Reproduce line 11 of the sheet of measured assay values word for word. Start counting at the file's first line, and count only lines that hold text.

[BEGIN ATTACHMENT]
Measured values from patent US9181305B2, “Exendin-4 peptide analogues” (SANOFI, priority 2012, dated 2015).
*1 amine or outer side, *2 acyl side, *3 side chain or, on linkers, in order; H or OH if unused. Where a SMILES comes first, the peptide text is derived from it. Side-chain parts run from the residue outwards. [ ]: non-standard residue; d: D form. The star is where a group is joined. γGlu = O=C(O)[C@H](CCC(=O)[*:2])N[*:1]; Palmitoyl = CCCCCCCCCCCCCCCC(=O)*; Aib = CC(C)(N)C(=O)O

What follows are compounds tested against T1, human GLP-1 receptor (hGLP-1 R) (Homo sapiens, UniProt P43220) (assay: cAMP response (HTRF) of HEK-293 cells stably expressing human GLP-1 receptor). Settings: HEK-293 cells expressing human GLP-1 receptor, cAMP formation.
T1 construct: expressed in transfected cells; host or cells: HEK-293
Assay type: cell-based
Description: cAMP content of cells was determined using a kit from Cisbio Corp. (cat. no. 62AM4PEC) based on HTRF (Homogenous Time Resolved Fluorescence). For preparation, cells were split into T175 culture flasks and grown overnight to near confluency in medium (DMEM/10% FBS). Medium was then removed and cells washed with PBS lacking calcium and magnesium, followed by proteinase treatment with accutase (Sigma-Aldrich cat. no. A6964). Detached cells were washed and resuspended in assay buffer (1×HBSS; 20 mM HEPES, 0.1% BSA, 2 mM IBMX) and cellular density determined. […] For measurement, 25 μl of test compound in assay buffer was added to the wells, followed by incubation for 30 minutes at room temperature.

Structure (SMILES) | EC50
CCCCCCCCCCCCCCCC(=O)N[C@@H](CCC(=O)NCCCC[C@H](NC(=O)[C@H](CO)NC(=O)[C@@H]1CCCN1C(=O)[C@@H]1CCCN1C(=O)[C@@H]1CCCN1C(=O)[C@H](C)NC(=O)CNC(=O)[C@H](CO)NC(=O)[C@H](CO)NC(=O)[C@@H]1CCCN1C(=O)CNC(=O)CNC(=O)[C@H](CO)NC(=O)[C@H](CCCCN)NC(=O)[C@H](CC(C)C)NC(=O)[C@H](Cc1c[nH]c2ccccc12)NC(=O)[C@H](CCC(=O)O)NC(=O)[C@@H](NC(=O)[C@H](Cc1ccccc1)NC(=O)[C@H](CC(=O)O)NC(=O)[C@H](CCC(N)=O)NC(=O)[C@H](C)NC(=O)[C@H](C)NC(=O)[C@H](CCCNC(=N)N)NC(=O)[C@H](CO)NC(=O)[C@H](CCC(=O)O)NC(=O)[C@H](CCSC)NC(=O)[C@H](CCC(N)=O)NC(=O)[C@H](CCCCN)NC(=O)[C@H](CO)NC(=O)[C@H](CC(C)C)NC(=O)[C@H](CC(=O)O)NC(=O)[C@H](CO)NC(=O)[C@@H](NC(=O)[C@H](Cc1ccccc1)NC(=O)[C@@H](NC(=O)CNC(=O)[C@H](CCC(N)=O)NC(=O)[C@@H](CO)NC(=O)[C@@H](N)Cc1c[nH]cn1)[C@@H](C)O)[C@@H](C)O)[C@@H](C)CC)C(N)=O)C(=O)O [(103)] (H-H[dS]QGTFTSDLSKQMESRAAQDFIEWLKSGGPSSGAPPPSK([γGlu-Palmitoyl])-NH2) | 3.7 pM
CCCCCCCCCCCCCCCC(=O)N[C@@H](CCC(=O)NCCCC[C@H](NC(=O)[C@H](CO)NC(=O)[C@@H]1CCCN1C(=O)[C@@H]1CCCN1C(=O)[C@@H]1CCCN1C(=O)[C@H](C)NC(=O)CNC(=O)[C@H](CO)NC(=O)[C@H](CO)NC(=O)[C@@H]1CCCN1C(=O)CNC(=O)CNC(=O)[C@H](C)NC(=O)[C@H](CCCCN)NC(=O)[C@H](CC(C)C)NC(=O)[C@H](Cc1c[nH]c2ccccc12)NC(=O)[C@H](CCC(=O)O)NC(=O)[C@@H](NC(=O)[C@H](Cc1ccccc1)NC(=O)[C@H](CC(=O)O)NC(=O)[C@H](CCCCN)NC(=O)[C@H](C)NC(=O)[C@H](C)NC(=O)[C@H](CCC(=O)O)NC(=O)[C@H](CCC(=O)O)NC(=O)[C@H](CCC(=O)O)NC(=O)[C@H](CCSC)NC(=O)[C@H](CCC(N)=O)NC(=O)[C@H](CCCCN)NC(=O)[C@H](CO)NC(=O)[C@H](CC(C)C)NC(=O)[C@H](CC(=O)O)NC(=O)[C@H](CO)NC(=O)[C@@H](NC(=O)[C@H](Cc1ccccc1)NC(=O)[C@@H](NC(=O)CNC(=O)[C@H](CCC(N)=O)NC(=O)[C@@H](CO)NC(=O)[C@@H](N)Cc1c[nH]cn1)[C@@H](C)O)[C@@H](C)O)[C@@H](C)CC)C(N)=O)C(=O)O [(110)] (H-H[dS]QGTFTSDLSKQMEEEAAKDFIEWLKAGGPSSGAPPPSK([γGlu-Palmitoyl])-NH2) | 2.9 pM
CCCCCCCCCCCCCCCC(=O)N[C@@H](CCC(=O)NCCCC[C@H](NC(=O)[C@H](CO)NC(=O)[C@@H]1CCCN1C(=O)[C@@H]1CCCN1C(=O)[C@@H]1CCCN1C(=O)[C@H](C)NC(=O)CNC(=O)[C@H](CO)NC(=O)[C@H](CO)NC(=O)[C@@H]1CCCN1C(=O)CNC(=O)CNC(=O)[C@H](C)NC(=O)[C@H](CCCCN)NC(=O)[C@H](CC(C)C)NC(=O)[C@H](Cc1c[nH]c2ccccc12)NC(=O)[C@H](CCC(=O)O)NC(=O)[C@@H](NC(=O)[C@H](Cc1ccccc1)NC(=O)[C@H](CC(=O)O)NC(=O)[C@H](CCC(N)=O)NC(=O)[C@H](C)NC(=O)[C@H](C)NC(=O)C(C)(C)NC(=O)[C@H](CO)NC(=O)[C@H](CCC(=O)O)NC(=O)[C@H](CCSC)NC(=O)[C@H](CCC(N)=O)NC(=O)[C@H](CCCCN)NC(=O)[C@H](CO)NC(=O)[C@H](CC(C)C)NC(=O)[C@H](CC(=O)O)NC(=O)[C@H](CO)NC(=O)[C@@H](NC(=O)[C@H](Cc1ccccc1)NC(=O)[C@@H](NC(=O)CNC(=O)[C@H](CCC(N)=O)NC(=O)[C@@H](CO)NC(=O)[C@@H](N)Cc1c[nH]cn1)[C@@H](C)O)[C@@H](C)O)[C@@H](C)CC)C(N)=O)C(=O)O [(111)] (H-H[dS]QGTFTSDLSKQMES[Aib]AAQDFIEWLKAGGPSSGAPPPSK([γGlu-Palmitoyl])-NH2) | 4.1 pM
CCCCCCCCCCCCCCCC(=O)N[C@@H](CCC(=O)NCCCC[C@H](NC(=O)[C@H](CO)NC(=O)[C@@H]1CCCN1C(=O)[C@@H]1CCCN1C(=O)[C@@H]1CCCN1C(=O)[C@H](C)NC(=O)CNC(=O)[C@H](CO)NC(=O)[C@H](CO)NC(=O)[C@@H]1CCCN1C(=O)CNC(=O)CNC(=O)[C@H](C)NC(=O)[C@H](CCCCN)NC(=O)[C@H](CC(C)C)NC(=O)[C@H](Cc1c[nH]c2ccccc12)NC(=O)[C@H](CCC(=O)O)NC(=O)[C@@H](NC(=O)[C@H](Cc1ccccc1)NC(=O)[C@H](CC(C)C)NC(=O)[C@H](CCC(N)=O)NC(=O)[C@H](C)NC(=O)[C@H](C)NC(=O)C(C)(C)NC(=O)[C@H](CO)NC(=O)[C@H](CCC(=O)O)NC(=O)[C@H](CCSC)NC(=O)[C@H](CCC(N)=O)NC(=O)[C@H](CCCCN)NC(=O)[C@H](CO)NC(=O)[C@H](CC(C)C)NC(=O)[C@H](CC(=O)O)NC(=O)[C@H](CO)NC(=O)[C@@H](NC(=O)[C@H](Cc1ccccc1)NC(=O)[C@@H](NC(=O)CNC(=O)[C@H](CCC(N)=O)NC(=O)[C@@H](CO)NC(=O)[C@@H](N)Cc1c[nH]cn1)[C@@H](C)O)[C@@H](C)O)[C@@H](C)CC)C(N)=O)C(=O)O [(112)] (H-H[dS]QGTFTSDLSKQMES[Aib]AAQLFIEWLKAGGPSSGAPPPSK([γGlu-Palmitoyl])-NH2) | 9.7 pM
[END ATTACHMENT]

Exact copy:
CCCCCCCCCCCCCCCC(=O)N[C@@H](CCC(=O)NCCCC[C@H](NC(=O)[C@H](CO)NC(=O)[C@@H]1CCCN1C(=O)[C@@H]1CCCN1C(=O)[C@@H]1CCCN1C(=O)[C@H](C)NC(=O)CNC(=O)[C@H](CO)NC(=O)[C@H](CO)NC(=O)[C@@H]1CCCN1C(=O)CNC(=O)CNC(=O)[C@H](C)NC(=O)[C@H](CCCCN)NC(=O)[C@H](CC(C)C)NC(=O)[C@H](Cc1c[nH]c2ccccc12)NC(=O)[C@H](CCC(=O)O)NC(=O)[C@@H](NC(=O)[C@H](Cc1ccccc1)NC(=O)[C@H](CC(C)C)NC(=O)[C@H](CCC(N)=O)NC(=O)[C@H](C)NC(=O)[C@H](C)NC(=O)C(C)(C)NC(=O)[C@H](CO)NC(=O)[C@H](CCC(=O)O)NC(=O)[C@H](CCSC)NC(=O)[C@H](CCC(N)=O)NC(=O)[C@H](CCCCN)NC(=O)[C@H](CO)NC(=O)[C@H](CC(C)C)NC(=O)[C@H](CC(=O)O)NC(=O)[C@H](CO)NC(=O)[C@@H](NC(=O)[C@H](Cc1ccccc1)NC(=O)[C@@H](NC(=O)CNC(=O)[C@H](CCC(N)=O)NC(=O)[C@@H](CO)NC(=O)[C@@H](N)Cc1c[nH]cn1)[C@@H](C)O)[C@@H](C)O)[C@@H](C)CC)C(N)=O)C(=O)O [(112)] (H-H[dS]QGTFTSDLSKQMES[Aib]AAQLFIEWLKAGGPSSGAPPPSK([γGlu-Palmitoyl])-NH2) | 9.7 pM